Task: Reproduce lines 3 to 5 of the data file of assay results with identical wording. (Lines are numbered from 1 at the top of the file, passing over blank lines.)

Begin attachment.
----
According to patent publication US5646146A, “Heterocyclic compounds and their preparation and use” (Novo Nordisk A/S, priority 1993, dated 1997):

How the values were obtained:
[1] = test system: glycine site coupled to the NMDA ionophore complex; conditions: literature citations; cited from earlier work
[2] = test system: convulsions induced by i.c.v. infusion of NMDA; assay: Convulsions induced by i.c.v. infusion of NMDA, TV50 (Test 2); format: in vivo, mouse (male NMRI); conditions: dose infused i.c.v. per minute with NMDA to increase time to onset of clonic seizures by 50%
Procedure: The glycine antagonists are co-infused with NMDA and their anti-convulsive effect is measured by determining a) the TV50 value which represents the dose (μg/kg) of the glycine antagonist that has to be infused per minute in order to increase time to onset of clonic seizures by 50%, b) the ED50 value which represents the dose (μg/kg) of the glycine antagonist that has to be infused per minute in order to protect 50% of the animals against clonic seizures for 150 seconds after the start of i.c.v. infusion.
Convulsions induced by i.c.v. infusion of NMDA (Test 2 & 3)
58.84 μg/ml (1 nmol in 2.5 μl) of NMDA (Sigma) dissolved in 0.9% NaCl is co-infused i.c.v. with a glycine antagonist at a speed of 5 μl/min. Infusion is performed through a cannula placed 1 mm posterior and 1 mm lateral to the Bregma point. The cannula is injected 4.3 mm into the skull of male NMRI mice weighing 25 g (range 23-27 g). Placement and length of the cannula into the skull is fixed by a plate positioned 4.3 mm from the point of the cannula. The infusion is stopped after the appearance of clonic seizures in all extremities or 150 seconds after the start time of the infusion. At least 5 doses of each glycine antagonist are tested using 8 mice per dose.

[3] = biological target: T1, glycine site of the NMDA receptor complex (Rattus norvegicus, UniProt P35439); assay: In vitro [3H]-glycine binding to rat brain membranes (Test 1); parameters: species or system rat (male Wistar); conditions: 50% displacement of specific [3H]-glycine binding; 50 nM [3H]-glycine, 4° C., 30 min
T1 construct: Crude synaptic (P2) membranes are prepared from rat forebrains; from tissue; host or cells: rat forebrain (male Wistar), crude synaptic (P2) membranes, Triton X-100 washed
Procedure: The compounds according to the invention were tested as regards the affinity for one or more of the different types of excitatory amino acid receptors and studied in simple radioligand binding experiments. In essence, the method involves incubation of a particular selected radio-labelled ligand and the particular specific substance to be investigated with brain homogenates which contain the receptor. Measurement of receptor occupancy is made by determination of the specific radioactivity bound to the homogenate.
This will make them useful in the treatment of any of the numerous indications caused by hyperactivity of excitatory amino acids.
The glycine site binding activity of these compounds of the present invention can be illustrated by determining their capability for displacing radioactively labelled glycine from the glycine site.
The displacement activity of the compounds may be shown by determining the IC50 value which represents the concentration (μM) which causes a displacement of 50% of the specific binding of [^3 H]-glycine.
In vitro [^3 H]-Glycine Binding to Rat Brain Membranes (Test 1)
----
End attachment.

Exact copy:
[1] = test system: glycine site coupled to the NMDA ionophore complex; conditions: literature citations; cited from earlier work
[2] = test system: convulsions induced by i.c.v. infusion of NMDA; assay: Convulsions induced by i.c.v. infusion of NMDA, TV50 (Test 2); format: in vivo, mouse (male NMRI); conditions: dose infused i.c.v. per minute with NMDA to increase time to onset of clonic seizures by 50%
Procedure: The glycine antagonists are co-infused with NMDA and their anti-convulsive effect is measured by determining a) the TV50 value which represents the dose (μg/kg) of the glycine antagonist that has to be infused per minute in order to increase time to onset of clonic seizures by 50%, b) the ED50 value which represents the dose (μg/kg) of the glycine antagonist that has to be infused per minute in order to protect 50% of the animals against clonic seizures for 150 seconds after the start of i.c.v. infusion.